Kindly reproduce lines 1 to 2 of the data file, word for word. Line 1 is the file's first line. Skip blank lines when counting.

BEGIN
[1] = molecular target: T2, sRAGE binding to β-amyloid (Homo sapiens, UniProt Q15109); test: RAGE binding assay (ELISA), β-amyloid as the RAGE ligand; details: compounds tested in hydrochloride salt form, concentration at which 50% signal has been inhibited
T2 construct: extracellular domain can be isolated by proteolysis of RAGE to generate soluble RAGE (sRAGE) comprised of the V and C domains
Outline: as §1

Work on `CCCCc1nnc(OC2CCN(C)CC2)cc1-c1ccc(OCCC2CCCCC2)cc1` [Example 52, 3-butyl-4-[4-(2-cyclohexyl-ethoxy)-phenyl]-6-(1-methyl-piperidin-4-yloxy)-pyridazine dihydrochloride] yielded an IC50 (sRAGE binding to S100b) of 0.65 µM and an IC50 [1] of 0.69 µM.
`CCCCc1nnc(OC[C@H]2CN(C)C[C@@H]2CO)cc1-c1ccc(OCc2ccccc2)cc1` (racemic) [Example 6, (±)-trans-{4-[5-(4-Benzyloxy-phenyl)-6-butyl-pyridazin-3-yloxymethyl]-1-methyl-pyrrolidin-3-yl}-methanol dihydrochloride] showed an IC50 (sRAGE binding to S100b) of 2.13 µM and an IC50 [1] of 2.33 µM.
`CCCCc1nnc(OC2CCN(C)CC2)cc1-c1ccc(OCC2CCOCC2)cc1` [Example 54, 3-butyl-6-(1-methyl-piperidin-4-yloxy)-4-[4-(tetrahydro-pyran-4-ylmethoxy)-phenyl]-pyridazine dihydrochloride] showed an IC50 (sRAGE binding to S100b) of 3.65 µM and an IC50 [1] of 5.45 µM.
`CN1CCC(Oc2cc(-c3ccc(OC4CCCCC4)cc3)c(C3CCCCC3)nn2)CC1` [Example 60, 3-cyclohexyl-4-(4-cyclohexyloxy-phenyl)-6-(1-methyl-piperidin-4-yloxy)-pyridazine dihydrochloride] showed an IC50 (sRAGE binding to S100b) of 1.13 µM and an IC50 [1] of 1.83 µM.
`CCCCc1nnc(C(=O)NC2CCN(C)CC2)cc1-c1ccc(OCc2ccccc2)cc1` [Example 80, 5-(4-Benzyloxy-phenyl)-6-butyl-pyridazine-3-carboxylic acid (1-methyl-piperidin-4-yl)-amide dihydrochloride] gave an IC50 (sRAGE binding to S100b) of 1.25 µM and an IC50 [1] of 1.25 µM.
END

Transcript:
[1] = molecular target: T2, sRAGE binding to β-amyloid (Homo sapiens, UniProt Q15109); test: RAGE binding assay (ELISA), β-amyloid as the RAGE ligand; details: compounds tested in hydrochloride salt form, concentration at which 50% signal has been inhibited
T2 construct: extracellular domain can be isolated by proteolysis of RAGE to generate soluble RAGE (sRAGE) comprised of the V and C domains